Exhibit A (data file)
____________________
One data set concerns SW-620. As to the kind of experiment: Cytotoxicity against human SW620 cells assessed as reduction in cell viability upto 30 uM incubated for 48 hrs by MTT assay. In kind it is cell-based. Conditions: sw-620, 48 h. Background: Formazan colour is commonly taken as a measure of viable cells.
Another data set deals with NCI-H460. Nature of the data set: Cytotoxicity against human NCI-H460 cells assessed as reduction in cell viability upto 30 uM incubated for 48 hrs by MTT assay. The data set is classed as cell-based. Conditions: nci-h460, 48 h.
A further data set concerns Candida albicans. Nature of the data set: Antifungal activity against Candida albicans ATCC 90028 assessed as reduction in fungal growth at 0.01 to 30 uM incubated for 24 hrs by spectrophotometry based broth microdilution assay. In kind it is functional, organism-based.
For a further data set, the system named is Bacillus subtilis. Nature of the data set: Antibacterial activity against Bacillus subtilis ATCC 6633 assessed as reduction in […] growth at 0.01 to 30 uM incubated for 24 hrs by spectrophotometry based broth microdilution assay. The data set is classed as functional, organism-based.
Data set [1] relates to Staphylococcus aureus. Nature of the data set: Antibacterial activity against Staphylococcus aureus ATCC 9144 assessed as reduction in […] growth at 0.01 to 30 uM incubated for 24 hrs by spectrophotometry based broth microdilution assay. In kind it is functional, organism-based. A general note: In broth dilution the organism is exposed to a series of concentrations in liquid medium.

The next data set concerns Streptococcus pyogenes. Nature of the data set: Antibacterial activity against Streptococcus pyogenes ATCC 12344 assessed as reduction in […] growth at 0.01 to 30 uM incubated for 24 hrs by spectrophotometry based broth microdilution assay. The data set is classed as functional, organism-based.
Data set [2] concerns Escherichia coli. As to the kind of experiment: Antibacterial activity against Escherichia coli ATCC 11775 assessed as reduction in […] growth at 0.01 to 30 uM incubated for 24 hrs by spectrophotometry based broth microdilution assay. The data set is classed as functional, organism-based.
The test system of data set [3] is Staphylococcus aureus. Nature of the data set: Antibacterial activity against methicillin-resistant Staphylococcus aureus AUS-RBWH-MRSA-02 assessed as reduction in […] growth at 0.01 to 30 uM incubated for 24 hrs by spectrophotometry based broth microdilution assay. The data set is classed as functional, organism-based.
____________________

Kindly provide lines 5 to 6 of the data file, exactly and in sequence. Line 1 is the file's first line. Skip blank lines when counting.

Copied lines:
Data set [1] relates to Staphylococcus aureus. Nature of the data set: Antibacterial activity against Staphylococcus aureus ATCC 9144 assessed as reduction in […] growth at 0.01 to 30 uM incubated for 24 hrs by spectrophotometry based broth microdilution assay. In kind it is functional, organism-based. A general note: In broth dilution the organism is exposed to a series of concentrations in liquid medium.

The next data set concerns Streptococcus pyogenes. Nature of the data set: Antibacterial activity against Streptococcus pyogenes ATCC 12344 assessed as reduction in […] growth at 0.01 to 30 uM incubated for 24 hrs by spectrophotometry based broth microdilution assay. The data set is classed as functional, organism-based.